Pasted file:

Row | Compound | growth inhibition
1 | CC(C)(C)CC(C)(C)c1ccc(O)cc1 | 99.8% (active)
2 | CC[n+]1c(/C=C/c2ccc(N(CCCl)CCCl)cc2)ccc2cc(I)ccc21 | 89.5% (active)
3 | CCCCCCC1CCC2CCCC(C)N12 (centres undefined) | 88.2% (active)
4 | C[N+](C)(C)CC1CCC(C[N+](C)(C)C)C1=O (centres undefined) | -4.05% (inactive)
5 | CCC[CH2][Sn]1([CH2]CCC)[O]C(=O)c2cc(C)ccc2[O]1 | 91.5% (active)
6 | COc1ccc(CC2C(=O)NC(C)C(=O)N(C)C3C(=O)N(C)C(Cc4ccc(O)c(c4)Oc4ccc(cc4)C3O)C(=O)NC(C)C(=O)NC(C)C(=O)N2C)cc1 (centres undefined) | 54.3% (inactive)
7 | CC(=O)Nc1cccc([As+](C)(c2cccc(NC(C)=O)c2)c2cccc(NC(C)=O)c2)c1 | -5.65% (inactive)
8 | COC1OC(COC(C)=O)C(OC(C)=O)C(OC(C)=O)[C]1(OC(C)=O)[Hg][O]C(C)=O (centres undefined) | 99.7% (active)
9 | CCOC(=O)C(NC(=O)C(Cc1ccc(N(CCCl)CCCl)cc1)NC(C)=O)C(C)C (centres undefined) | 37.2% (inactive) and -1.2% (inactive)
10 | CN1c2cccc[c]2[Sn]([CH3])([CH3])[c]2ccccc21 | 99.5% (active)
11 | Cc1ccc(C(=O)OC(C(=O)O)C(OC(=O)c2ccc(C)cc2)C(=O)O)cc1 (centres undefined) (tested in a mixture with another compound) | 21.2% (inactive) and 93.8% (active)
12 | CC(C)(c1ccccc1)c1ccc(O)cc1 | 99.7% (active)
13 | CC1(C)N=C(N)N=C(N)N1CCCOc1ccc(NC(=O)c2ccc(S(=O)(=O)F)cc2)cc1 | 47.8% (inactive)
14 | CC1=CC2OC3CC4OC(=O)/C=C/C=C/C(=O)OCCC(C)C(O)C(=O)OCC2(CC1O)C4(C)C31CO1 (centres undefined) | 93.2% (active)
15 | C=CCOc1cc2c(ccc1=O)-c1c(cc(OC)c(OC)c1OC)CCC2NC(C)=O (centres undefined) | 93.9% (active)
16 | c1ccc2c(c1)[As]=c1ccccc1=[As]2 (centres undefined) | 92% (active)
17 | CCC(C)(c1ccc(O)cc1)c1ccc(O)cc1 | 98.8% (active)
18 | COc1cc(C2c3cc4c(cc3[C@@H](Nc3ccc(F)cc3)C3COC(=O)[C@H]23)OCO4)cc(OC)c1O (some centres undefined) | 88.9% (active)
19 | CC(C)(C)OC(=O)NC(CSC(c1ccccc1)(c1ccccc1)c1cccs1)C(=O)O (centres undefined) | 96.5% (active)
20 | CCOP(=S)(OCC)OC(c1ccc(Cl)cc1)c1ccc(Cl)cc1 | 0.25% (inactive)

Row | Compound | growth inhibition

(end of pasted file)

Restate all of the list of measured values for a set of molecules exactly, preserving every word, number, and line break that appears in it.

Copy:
Row | Compound | growth inhibition
1 | CC(C)(C)CC(C)(C)c1ccc(O)cc1 | 99.8% (active)
2 | CC[n+]1c(/C=C/c2ccc(N(CCCl)CCCl)cc2)ccc2cc(I)ccc21 | 89.5% (active)
3 | CCCCCCC1CCC2CCCC(C)N12 (centres undefined) | 88.2% (active)
4 | C[N+](C)(C)CC1CCC(C[N+](C)(C)C)C1=O (centres undefined) | -4.05% (inactive)
5 | CCC[CH2][Sn]1([CH2]CCC)[O]C(=O)c2cc(C)ccc2[O]1 | 91.5% (active)
6 | COc1ccc(CC2C(=O)NC(C)C(=O)N(C)C3C(=O)N(C)C(Cc4ccc(O)c(c4)Oc4ccc(cc4)C3O)C(=O)NC(C)C(=O)NC(C)C(=O)N2C)cc1 (centres undefined) | 54.3% (inactive)
7 | CC(=O)Nc1cccc([As+](C)(c2cccc(NC(C)=O)c2)c2cccc(NC(C)=O)c2)c1 | -5.65% (inactive)
8 | COC1OC(COC(C)=O)C(OC(C)=O)C(OC(C)=O)[C]1(OC(C)=O)[Hg][O]C(C)=O (centres undefined) | 99.7% (active)
9 | CCOC(=O)C(NC(=O)C(Cc1ccc(N(CCCl)CCCl)cc1)NC(C)=O)C(C)C (centres undefined) | 37.2% (inactive) and -1.2% (inactive)
10 | CN1c2cccc[c]2[Sn]([CH3])([CH3])[c]2ccccc21 | 99.5% (active)
11 | Cc1ccc(C(=O)OC(C(=O)O)C(OC(=O)c2ccc(C)cc2)C(=O)O)cc1 (centres undefined) (tested in a mixture with another compound) | 21.2% (inactive) and 93.8% (active)
12 | CC(C)(c1ccccc1)c1ccc(O)cc1 | 99.7% (active)
13 | CC1(C)N=C(N)N=C(N)N1CCCOc1ccc(NC(=O)c2ccc(S(=O)(=O)F)cc2)cc1 | 47.8% (inactive)
14 | CC1=CC2OC3CC4OC(=O)/C=C/C=C/C(=O)OCCC(C)C(O)C(=O)OCC2(CC1O)C4(C)C31CO1 (centres undefined) | 93.2% (active)
15 | C=CCOc1cc2c(ccc1=O)-c1c(cc(OC)c(OC)c1OC)CCC2NC(C)=O (centres undefined) | 93.9% (active)
16 | c1ccc2c(c1)[As]=c1ccccc1=[As]2 (centres undefined) | 92% (active)
17 | CCC(C)(c1ccc(O)cc1)c1ccc(O)cc1 | 98.8% (active)
18 | COc1cc(C2c3cc4c(cc3[C@@H](Nc3ccc(F)cc3)C3COC(=O)[C@H]23)OCO4)cc(OC)c1O (some centres undefined) | 88.9% (active)
19 | CC(C)(C)OC(=O)NC(CSC(c1ccccc1)(c1ccccc1)c1cccs1)C(=O)O (centres undefined) | 96.5% (active)
20 | CCOP(=S)(OCC)OC(c1ccc(Cl)cc1)c1ccc(Cl)cc1 | 0.25% (inactive)

Row | Compound | growth inhibition